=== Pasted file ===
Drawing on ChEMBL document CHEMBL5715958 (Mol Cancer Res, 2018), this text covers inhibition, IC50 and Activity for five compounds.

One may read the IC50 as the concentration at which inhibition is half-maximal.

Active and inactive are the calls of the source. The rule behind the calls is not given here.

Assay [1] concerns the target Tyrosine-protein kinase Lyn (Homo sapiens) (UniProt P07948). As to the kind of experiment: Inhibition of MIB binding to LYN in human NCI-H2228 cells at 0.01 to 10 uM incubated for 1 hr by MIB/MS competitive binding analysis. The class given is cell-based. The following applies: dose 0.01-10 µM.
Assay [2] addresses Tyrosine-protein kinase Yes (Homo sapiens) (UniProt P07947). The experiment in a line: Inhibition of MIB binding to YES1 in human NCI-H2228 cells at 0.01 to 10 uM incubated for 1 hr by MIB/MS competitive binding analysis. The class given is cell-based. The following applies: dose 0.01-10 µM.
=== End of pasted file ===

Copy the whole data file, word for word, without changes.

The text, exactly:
Drawing on ChEMBL document CHEMBL5715958 (Mol Cancer Res, 2018), this text covers inhibition, IC50 and Activity for five compounds.

One may read the IC50 as the concentration at which inhibition is half-maximal.

Active and inactive are the calls of the source. The rule behind the calls is not given here.

Assay [1] concerns the target Tyrosine-protein kinase Lyn (Homo sapiens) (UniProt P07948). As to the kind of experiment: Inhibition of MIB binding to LYN in human NCI-H2228 cells at 0.01 to 10 uM incubated for 1 hr by MIB/MS competitive binding analysis. The class given is cell-based. The following applies: dose 0.01-10 µM.
Assay [2] addresses Tyrosine-protein kinase Yes (Homo sapiens) (UniProt P07947). The experiment in a line: Inhibition of MIB binding to YES1 in human NCI-H2228 cells at 0.01 to 10 uM incubated for 1 hr by MIB/MS competitive binding analysis. The class given is cell-based. The following applies: dose 0.01-10 µM.